4 Ways to Encourage Motor Development in Baby's First Year
Jul 09, 2020
Within the first year of life, your baby will develop critical motor skills that help them make small movements, hold up their head, sit up-right, crawl and eventually walk. As a caregiver, there are many things you can do to encourage the development of bones and muscles to help them reach these milestones. If you aren’t sure where to start, here are ideas to help your baby develop motor skills in their first year.
Give them room to move
Babies need room to practice motor skills. The best place for your baby to explore movement and develop strength is on the floor. Limit the time your baby spends in “equipment” such as bouncers, infant seats, and swings. Jumpers and baby walkers are not recommended – these can encourage a child to stand on their toes and may even delay walking (push toys are okay). Play pens and portable cribs are best when you need a safe place to keep your baby contained.
Tummy time – it’s never too early!
Tummy time is the best way for your baby to develop the strength in their neck, shoulders, arms and trunk that they need to roll, crawl and walk. Even very young infants can do tummy time, just place them on your chest in a semi-reclined position. Once a baby has developed enough strength to lift their head, they can be placed on a flat surface or with a towel roll placed under their upper chest, from armpit to armpit. Start with short sessions – less than a minute if that’s all your baby can tolerate – and gradually increase the time as they grow. Try placing colorful toys, a mirror, or your face in front to help decrease frustration.
Give your baby the “just right” challenge
Your baby may get frustrated when learning a new skill, but trial and error is important for motor learning. Let your baby try and fail a few times before helping them. And once your baby masters a skill, you can help them move on to the next step by making it just a little bit harder. For example, if your baby can sit on their own, encourage them to grab a toy held just out of reach to challenge their balance. If they can hold a rattle, challenge them to hold a toy that is slightly larger or heavier.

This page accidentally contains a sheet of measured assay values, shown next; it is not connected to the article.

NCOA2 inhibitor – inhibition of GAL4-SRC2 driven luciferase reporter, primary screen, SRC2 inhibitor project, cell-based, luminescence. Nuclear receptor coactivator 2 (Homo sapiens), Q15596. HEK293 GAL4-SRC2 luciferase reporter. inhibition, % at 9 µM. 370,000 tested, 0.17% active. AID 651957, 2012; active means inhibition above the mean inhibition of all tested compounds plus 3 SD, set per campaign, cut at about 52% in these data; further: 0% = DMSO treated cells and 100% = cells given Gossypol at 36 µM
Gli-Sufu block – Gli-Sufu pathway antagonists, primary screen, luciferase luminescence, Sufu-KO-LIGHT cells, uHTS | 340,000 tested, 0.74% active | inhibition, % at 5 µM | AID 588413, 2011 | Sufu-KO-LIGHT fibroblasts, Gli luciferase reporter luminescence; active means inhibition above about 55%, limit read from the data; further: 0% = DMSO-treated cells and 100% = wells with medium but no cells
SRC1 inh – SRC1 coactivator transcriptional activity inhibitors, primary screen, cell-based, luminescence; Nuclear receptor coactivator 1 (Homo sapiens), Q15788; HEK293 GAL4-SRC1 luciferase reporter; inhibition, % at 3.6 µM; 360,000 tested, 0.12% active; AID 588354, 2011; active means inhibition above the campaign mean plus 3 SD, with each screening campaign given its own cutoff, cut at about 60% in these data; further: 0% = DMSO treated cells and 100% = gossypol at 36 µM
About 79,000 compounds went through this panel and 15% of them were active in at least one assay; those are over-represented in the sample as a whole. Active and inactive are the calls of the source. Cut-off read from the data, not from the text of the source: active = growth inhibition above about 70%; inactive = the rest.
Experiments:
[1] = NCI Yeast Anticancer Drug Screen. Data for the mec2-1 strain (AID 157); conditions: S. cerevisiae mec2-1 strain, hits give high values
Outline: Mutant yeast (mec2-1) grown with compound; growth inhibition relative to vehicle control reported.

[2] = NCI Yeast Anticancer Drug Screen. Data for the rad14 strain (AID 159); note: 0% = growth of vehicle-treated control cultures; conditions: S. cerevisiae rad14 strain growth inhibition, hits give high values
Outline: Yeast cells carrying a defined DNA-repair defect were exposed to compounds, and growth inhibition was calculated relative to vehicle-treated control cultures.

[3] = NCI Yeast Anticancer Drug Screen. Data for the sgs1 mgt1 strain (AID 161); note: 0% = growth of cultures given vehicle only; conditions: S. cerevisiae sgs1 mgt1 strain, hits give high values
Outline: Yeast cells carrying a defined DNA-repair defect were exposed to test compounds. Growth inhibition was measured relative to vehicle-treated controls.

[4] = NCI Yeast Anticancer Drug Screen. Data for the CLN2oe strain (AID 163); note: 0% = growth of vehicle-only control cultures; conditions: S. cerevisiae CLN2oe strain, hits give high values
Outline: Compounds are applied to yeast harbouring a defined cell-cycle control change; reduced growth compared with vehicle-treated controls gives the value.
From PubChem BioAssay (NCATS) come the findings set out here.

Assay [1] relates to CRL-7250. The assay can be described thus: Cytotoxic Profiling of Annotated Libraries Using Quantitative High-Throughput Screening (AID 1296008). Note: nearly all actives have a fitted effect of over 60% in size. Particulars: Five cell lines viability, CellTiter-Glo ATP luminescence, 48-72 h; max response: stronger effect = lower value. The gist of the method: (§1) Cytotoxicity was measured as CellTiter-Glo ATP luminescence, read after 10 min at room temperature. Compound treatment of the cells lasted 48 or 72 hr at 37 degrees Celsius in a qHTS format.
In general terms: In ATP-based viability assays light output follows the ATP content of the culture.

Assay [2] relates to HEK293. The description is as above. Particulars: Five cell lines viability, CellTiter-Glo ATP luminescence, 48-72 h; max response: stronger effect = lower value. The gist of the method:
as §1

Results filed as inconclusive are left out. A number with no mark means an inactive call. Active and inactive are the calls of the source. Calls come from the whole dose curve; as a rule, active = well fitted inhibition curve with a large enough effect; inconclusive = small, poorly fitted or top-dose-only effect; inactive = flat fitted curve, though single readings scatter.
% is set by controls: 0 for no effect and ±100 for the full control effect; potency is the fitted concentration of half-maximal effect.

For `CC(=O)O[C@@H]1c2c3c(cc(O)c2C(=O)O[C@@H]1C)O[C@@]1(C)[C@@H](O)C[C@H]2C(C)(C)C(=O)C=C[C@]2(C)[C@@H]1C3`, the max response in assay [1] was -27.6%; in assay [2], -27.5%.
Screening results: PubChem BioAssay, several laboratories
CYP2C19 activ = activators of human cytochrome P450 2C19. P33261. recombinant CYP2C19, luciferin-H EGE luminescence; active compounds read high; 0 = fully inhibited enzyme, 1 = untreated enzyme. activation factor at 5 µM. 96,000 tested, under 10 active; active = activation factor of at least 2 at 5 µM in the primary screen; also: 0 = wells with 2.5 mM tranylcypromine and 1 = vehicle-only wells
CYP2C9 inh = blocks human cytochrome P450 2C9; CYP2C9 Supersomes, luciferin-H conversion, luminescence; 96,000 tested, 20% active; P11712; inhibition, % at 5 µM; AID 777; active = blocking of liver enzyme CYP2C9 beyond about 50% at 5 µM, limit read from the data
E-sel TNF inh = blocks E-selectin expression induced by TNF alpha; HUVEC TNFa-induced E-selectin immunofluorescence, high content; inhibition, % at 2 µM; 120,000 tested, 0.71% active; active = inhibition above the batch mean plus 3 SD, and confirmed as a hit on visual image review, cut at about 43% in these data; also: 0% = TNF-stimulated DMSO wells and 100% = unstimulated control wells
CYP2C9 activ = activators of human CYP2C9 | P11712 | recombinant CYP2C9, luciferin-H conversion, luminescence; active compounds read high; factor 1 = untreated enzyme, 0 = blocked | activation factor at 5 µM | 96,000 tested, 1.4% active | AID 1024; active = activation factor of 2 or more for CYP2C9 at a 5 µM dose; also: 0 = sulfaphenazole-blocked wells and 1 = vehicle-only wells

Make it fun!
Babies learn through play and they learn best when they are self-motivated and engaged. Find toys and activities that your baby finds exciting (try toys with different sounds, textures, and colors) and use them when practicing new skills. Get siblings and other family members involved when you can. Remember, your baby’s biggest motivator is you – so don’t forget to give them lots of praise and encouragement when they’re attempting something new!
To learn more about Nationwide Children’s Hospital’s neuroscience research of developing infants, tune in to the BABIES series on Netflix, which explores the groundbreaking science that reveals how infants discover life during their very first year.
Lindsay Pietruszewski, PT, DPT, is an outpatient physical therapist at Nationwide Children Hospital's Main Campus. She is also a member of the Maitre Lab research team at the Center for Perinatal Research.
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